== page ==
We have tried to be consistent with our documentation and coding style throughout ScaLAPACK in the hope that it will serve as a model for other distributed-memory software development efforts. ScaLAPACK has been designed as a source of building blocks for larger parallel applications.

The development of ScaLAPACK was supported in part by National Science Foundation Grant ASC-9005933; by the Defense Advanced Research Projects Agency under contract DAAH04-95-1-0077, administered by the Army Research Office; by the Division of Mathematical, Information, and Computational Sciences, of the U.S. Department of Energy, under Contract DE-AC05-96OR22464; and by the National Science Foundation Science and Technology Center Cooperative Agreement CCR-8809615.

The performance results presented in this book were obtained using computer resources at various sites:

The cover of this book was designed by Andy Cleary at Lawrence Livermore National Laboratory.

We acknowledge with gratitude the support that we have received from the following organizations, and the help of individual members of their staff: Cornell Theory Center, Cray Research, a Silicon Graphics Company, IBM (Parallel ESSL Development and Research), Lawrence Berkeley National Laboratory, National Energy Research Scientific Computing Center (NERSC), Maui High Performance Computer Center, Minnesota Supercomputing Center, NAG Ltd., and Oak Ridge National Laboratory Center for Computational Sciences (CCS).

We also thank the many, many people who have contributed code, criticism, ideas and encouragement. We especially acknowledge the contributions of Mark Adams, Peter Arbenz, Scott Betts, Shirley Browne, Henri Casanova, Soumen Chakrabarti, Mishi Derakhshan, Frederic Desprez, Brett Ellis, Ray Fellers, Markus Hegland, Nick Higham, Adolfy Hoisie, Velvel Kahan, Xiaoye Li, Bill Magro, Osni Marques, Paul McMahan, Caroline Papadopoulos, Beresford Parlett, Loic Prylli, Yves Robert, Howard Robinson, Tom Rowan, Shilpa Singhal, Françoise Tisseur, Bernard Tourancheau, Anne Trefethen, Robert van de Geijn, and Andrey Zege.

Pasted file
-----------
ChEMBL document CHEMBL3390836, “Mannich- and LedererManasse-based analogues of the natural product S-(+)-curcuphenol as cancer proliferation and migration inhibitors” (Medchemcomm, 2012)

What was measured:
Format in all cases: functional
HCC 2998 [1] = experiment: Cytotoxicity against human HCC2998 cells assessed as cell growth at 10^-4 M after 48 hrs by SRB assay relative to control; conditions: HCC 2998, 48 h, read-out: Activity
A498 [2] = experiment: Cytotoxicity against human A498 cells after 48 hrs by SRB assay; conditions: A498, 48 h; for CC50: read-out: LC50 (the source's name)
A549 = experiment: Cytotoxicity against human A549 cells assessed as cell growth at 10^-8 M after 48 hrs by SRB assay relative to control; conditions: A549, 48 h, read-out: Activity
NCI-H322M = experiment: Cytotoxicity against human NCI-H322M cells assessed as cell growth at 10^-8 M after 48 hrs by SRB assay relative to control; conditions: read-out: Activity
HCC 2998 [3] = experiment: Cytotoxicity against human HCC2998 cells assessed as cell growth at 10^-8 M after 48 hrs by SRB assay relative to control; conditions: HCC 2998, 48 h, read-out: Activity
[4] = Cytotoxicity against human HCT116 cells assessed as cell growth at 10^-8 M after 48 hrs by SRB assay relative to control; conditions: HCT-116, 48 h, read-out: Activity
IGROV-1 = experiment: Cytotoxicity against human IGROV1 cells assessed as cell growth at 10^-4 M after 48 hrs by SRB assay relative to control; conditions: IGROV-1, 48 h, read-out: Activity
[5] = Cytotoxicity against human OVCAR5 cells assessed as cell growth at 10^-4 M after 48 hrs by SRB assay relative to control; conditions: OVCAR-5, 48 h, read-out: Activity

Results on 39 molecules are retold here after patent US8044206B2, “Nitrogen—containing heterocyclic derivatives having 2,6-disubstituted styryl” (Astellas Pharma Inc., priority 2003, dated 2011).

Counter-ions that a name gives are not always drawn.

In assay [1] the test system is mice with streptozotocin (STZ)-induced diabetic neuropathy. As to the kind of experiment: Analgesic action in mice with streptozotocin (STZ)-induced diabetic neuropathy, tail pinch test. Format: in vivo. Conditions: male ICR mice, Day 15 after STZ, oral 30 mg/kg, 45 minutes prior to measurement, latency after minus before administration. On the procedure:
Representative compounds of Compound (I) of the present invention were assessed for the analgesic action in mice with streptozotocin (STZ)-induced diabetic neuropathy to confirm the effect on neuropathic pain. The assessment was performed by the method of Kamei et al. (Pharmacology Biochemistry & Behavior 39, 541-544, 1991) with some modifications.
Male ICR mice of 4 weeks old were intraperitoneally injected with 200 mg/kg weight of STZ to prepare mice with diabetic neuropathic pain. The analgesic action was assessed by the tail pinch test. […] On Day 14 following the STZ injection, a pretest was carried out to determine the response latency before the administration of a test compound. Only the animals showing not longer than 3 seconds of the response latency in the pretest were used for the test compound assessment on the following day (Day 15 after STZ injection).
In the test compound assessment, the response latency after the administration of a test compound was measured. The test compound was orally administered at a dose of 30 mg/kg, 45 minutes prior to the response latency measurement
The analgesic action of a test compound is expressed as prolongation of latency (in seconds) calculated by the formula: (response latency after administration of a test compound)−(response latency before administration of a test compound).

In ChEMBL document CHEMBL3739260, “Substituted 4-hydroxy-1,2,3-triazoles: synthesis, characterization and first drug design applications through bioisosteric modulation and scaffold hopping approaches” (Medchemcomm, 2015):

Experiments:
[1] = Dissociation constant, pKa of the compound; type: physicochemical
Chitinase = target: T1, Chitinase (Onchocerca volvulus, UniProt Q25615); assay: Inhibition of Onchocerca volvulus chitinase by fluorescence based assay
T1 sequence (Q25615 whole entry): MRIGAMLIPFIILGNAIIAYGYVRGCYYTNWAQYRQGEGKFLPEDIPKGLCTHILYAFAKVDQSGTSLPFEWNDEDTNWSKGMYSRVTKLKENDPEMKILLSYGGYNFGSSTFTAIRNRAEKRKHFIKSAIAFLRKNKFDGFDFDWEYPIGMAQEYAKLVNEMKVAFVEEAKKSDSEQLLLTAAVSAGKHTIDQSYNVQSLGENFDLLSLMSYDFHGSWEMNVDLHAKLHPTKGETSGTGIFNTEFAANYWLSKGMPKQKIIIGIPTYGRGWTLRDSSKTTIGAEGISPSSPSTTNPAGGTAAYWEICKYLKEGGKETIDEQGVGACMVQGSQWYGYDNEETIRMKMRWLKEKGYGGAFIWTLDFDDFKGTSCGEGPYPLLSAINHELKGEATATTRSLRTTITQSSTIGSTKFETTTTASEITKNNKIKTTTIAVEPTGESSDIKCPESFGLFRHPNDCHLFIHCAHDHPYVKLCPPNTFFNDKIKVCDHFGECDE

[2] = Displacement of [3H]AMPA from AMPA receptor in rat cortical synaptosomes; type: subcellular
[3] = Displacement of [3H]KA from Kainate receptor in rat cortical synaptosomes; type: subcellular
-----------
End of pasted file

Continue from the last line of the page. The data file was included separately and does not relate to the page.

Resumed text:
We express appreciation to all those who helped in the preparation of this work, in particular to Gail Pieper for her tireless efforts in proofreading the draft and improving the quality of the presentation.

Finally, we thank all the test sites that received several test releases of the ScaLAPACK software and that ran an extensive series of test programs for us.


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Next: Suggestions for Reading Up: List of Tables Previous: List of Tables

Susan Blackford
Tue May 13 09:21:01 EDT 1997